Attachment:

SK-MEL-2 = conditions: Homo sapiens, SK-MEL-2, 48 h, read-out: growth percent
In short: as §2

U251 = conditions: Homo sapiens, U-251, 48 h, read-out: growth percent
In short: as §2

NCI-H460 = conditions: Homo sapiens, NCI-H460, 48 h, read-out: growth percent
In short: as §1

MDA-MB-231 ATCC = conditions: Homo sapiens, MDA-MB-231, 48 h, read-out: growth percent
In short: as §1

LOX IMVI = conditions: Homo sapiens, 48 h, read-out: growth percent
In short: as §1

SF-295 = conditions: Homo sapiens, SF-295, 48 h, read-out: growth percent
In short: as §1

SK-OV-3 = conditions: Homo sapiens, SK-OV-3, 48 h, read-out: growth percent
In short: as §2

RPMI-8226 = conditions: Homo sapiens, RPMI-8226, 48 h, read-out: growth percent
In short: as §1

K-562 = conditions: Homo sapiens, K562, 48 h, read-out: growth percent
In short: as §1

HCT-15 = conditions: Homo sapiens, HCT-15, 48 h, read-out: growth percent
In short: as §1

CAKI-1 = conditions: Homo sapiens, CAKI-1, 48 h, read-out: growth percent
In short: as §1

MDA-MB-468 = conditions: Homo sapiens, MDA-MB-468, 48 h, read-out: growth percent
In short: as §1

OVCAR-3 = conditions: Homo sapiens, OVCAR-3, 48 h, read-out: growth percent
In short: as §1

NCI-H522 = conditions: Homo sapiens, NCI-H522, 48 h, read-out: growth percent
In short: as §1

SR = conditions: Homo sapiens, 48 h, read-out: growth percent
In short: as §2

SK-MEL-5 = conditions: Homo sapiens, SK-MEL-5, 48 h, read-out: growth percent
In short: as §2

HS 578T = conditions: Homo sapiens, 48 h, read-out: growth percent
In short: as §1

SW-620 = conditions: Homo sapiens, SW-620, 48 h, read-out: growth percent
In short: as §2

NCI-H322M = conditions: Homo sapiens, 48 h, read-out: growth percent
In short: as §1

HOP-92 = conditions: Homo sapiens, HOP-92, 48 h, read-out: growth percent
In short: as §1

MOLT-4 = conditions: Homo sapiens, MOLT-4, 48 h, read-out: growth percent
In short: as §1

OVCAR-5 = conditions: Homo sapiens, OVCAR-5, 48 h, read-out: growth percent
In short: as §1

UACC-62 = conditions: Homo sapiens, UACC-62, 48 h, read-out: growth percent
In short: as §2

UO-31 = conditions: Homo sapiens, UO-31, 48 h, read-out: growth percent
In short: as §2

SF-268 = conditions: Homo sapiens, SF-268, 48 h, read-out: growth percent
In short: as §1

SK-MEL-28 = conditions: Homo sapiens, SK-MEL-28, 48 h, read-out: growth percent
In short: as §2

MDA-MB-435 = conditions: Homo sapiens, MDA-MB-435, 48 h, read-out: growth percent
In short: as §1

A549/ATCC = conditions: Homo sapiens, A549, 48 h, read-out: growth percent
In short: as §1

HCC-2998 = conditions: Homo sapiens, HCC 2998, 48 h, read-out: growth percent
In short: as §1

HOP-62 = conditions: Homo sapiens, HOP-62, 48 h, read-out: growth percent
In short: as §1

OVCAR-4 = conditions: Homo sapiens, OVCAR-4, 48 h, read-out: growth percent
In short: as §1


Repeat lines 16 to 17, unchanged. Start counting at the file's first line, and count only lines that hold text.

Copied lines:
In short: as §1

K-562 = conditions: Homo sapiens, K562, 48 h, read-out: growth percent